Cedar Rapids, Iowa News, Sports, and Weather
DES MOINES, Iowa - For three months, Drew and Heather Collins have hoped, pleaded and prayed for the safe return of their daughter, Elizabeth Collins, and niece, Lyric Cook.
Friday was no different, except the couple was now in a conference room of a Des Moines hotel, listening to a Los Angeles Police detective sergeant talk about the connection between drug use and missing children.
"This is ground zero for what's going on," Drew said, explaining why he, Heather and other members of their family made the trip to Des Moines to talk about their tragedy at the "Preventing Abuse" conference put on by the California-based Cedars Cultural and Educational Foundation. "A lot of people need to hear what's being said here."
Two days ago, authorities began another canvass of the area where Collins and Cook were last seen on July 13 during a bike ride in Evansdale. Heather says she believes her daughter and niece are alive.
The conference itself was a mix of the stuff of parental nightmares child abduction, sex slavery and drug abuse and evangelicalism.
Presenter Tania Fiolleau, a former prostitute and madam, for example, talked of the "vacant eyes" of the women who would work at her brothel and of losing her children and home. Then she found God.
"God doesn't care how many Sundays we go to church or how many good deeds we do," Fiolleau said as she wrapped up her story. "He cares how many souls we are taking with us to Heaven."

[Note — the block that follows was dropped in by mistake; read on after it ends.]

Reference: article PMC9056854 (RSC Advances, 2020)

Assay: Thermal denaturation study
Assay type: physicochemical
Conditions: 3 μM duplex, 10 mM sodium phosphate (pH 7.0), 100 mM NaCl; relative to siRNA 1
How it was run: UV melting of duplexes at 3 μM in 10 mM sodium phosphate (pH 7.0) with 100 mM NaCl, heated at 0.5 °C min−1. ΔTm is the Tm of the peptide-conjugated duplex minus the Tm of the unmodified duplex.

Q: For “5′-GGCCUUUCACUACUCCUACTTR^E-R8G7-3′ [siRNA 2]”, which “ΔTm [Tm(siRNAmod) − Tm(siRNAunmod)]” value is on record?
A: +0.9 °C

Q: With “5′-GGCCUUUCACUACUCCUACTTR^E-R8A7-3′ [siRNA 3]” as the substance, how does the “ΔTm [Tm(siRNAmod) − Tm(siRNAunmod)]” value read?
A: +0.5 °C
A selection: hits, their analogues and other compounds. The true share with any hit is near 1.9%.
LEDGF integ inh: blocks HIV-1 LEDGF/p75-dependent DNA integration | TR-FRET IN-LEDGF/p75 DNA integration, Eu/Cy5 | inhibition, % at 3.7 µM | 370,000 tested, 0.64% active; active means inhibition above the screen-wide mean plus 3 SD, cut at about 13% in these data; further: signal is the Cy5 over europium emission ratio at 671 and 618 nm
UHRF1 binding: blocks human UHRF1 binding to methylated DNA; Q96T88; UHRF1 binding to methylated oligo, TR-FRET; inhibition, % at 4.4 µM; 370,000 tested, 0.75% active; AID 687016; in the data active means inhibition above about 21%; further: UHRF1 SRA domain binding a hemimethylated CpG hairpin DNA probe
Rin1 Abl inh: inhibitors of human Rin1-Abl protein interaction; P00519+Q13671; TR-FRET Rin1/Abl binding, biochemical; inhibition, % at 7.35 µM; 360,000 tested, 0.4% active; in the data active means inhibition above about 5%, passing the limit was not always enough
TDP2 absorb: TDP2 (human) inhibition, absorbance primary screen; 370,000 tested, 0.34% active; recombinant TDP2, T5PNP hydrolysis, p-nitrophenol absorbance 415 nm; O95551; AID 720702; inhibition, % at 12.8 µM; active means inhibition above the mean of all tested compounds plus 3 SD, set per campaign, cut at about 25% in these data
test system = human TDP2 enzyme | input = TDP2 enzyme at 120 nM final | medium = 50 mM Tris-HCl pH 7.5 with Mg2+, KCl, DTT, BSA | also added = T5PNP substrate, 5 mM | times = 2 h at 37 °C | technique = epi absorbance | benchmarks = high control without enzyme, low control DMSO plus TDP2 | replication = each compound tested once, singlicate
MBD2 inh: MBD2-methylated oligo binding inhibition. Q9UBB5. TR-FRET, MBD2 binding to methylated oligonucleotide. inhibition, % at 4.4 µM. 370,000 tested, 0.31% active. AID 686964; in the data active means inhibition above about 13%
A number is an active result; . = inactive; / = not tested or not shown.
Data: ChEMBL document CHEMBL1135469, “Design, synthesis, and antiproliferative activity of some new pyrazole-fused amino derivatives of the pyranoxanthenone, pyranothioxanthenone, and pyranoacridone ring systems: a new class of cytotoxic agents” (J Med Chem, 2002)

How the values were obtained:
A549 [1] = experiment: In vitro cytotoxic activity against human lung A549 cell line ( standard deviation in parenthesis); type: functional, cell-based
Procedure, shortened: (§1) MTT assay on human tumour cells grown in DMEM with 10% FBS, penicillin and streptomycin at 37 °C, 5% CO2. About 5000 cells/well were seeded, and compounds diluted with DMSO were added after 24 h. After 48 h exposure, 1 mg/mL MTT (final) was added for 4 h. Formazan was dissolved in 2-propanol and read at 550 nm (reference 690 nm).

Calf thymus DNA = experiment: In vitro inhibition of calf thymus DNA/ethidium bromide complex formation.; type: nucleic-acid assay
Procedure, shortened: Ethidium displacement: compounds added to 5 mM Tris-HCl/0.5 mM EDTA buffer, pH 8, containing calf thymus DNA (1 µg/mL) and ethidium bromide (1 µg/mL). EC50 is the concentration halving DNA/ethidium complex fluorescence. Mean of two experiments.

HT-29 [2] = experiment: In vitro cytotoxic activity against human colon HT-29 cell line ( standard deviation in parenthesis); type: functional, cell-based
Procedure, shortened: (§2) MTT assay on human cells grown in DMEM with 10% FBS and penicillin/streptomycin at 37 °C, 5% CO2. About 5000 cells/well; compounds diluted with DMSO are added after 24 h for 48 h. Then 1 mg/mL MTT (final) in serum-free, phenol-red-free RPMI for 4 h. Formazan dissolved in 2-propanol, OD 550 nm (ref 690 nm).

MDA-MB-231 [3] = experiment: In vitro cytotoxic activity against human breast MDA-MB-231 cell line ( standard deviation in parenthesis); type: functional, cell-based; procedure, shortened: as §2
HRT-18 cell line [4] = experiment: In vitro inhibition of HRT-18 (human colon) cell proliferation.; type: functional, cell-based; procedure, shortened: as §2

The crowd of about 300 applauded.
Practical advice talk to your children about strangers, schools need to monitor who is coming and going, report suspicious activity was intermingled with the spiritual.
The foundation was started by Tony Nassif, a Cedar Rapids native who has lived in the Los Angeles area for the past 20 years.
"There is a total perspective with this issue, you cannot disassociate the spiritual dynamic to this," Nassif said. "The church is a major element in helping stem the tide of this problem because they are a large grassroots organization."
Friday's conference was Nassif's first in Des Moines and 10th since his nonprofit organization opened. The foundation's mission is "To educate the public of the need to fulfill our civic responsibilities according to traditional biblical moral absolutes and to bridge cultural barriers."
Nassif said the goal of the conference is to inspire people to share what they learn with their families, friends and churches and to get religious organizations involved in spreading information to their members on what they can do to recognize and work against people who harm children.
It's a message that rings true for Heather, who wore a crucifix necklace to the conference, and said she prays every day for the girls and those involved in their disappearance.
"All we have right now is God to lean on," Drew said. "What we have is our faith, and that's it. If I didn't have that, I'd be at home in bed right now, because you can't get up and face the day when something like that happens without that."